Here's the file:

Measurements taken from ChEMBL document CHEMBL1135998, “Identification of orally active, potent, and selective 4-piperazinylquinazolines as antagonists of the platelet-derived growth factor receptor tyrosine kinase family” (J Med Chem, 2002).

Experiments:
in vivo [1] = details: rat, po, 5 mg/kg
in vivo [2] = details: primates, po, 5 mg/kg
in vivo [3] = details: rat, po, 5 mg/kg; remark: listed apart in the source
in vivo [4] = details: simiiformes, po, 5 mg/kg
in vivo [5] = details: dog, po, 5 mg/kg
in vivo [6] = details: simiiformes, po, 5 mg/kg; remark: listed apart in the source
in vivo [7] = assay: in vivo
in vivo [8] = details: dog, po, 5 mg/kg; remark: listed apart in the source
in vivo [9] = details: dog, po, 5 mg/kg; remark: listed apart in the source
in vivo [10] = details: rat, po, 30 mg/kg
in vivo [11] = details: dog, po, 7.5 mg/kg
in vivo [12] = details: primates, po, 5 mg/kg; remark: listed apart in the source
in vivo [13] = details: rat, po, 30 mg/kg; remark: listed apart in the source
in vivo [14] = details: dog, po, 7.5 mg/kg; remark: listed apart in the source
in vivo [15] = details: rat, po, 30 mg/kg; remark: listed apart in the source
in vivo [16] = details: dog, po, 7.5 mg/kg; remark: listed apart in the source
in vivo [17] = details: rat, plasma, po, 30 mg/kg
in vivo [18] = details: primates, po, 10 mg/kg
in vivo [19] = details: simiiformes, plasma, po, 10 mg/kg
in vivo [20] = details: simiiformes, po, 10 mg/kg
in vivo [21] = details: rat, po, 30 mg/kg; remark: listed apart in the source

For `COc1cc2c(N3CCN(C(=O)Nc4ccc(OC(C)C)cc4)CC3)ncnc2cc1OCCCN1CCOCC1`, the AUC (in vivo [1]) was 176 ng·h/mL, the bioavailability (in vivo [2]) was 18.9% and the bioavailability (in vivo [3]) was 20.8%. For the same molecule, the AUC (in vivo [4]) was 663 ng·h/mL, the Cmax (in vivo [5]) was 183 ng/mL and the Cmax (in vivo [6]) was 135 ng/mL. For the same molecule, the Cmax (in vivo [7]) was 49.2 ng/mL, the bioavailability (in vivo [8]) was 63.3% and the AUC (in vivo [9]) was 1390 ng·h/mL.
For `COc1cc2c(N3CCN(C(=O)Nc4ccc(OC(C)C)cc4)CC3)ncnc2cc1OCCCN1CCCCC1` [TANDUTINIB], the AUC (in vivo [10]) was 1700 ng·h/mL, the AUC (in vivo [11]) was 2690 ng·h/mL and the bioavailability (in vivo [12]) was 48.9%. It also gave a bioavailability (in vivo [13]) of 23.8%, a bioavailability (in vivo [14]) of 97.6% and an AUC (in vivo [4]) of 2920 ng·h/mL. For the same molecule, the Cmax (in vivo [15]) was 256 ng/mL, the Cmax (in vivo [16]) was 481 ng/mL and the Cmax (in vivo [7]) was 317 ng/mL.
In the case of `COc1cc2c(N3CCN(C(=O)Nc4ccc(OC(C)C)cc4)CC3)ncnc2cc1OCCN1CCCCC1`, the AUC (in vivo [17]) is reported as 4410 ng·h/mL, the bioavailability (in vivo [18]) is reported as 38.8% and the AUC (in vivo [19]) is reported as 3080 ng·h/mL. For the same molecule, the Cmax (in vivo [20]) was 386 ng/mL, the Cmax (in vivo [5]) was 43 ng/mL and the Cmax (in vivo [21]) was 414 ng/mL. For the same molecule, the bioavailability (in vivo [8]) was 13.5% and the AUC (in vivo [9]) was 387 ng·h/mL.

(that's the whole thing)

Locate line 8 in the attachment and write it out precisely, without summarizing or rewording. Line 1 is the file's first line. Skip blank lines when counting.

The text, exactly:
in vivo [6] = details: simiiformes, po, 5 mg/kg; remark: listed apart in the source